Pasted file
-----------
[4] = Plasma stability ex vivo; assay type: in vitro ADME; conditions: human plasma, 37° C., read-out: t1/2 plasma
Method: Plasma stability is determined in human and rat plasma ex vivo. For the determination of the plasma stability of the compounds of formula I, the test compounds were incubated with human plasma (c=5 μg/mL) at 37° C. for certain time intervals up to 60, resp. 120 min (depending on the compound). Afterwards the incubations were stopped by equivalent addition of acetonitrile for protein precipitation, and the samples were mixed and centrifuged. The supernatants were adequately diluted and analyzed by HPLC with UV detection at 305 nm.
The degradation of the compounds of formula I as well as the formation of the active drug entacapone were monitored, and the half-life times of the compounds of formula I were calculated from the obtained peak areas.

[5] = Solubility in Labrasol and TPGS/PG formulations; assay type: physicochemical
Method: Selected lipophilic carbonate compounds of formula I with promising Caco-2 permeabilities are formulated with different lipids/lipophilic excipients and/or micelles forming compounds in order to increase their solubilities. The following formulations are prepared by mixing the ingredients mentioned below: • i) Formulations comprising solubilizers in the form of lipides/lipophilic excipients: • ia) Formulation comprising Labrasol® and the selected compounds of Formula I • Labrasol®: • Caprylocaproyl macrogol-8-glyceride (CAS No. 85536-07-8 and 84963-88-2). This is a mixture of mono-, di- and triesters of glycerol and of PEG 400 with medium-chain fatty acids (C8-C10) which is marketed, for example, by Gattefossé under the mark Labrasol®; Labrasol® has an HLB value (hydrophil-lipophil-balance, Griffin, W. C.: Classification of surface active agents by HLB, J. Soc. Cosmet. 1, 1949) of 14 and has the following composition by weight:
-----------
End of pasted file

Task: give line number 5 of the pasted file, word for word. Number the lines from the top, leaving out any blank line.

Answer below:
Method: Selected lipophilic carbonate compounds of formula I with promising Caco-2 permeabilities are formulated with different lipids/lipophilic excipients and/or micelles forming compounds in order to increase their solubilities. The following formulations are prepared by mixing the ingredients mentioned below: • i) Formulations comprising solubilizers in the form of lipides/lipophilic excipients: • ia) Formulation comprising Labrasol® and the selected compounds of Formula I • Labrasol®: • Caprylocaproyl macrogol-8-glyceride (CAS No. 85536-07-8 and 84963-88-2). This is a mixture of mono-, di- and triesters of glycerol and of PEG 400 with medium-chain fatty acids (C8-C10) which is marketed, for example, by Gattefossé under the mark Labrasol®; Labrasol® has an HLB value (hydrophil-lipophil-balance, Griffin, W. C.: Classification of surface active agents by HLB, J. Soc. Cosmet. 1, 1949) of 14 and has the following composition by weight: